Saturday, August 17, 2013

Obasanjo Demanded Share Bribe From Malabu $1.1bn Fraud

previous President Olusegun Obasanjo was involved in an below ground attempt to cut a slice of oil bloc OPL 245 in the dubious Malabu oil deal, the man at the centre of the scam, Dan Etete, told a British High Court.

According to minutia of the approved judgment by Lady Justice Gloster of the financial partition of the Royal Court of Justice, London, in a break of contract case between Malabu Oil and middleman Emeka Obi, proprietor of power projects Partners Limited (EVP), Mr. Etete, a convicted felon and sole signatory to Malabu anecdotes, said his licence to the oil impede was revoked in 2001 because confrontations erupted after Mr. Obasanjo made individual claims on the contentious oil bloc.

Mr. Etete, as Petroleum Minister in 1998, had fraudulently bestowed OPL 245 to a business he had interest in, using a untrue persona Kwekwu Amafegha. The oil bloc has since gone through distinct ownerships, lawful tussles and deals before it was controversially traded for $1.1 (over N170 billion) to case and ENi in controversial attenuating factors last year, with the Nigerian government playing a shady function in the deal.

Mr. Etete proposed that Pecos Limited, which was recorded as a previous shareholder in Malabu’s notes with the business Affairs charge, was a business attached to Mr. Obasanjo’s regime.

causes knowing about the Malabu deal told PREMIUM TIMES that Pecos, belongs to by professional Oyewole Fasawe, was utilised to secure ownership of a important percentage of the oil bloc in 2001 at a time Mr. Obasanjo and his then vice leader, Atiku Abubakar, were very close; with Mr. Fasawe doing agreements on behalf of both managers.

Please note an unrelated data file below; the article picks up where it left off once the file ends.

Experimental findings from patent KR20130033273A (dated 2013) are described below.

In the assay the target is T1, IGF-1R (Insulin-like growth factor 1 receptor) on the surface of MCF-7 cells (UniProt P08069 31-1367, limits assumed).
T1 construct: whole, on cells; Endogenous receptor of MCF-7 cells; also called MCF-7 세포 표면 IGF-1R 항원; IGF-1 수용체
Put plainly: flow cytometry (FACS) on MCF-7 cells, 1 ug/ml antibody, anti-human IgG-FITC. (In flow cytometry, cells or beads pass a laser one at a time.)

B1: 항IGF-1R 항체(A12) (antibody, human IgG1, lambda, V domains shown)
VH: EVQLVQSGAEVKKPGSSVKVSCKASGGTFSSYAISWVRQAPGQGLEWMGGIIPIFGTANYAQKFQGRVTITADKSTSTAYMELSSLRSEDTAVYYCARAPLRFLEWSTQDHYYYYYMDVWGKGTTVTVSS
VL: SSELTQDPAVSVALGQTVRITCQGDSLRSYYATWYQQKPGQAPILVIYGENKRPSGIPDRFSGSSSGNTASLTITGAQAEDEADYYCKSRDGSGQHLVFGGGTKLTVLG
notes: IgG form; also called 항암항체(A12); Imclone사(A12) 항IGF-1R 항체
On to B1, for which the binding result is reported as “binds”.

Pecos was contentiously removed as a shareholder in 2010 after licence to the oil impede was re-awarded to Malabu and replaced with Munamuma Seidougha and Amaran Joseph, both of who had 10 million shares each. Both men have close connections to Mr. Etete and anti-corruption investigators accept as true they were fronts utilised by Mr. Etete to outmaneuver his enterprise partners.

A career of bribery and deception

The court article furthermore displays that Mr. Etete, who was convicted for cash laundering in France, assembled bribe in surplus of N375 million ($2.5 million) between 1996 and 1998 when he was the country’s petroleum minister.

The article furthermore displays that the government was surcharged N2.7 billion ($18 million) in signature bonus accrued from the accolade of permit for OPL 245. Out of the $20 million obligatory bonus that should have been paid to the government Malabu only paid a paltry N300 million ($2.04 million) in 1999.

Flawed character

The referee while consigning refereement also expended time profiling the previous minister.

According to woman Gloster, during the course of the test, Mr. Etete came across as one with inherently flawed character. The referee described his evidence as “self-serving, self-contradictory, impractical, argumentative or, at times, almost impossible to follow.”

The judge said Mr. Etete “frequently altered his story, often inside a couple of minutes of having given a exactly opposing response. The kind in which he provided his clues was argumentative and extravagant.”

“He was prone to make wild allegations of deception and forgery, or issue the digit of accuse at others, encompassing his own trusted economic advisers and solicitors, without any appreciation of the serious significances of his accusations. His recollection was very poor and, at times, the only conclusion which I could reach was that he was being on purpose deceitful.

“My supreme deduction was that I could not rely upon him as a witness of reality. I also conclude that, in a commercial context, he would have presented an nearly insuperable dispute as a counter-party to negotiations,” the referee said


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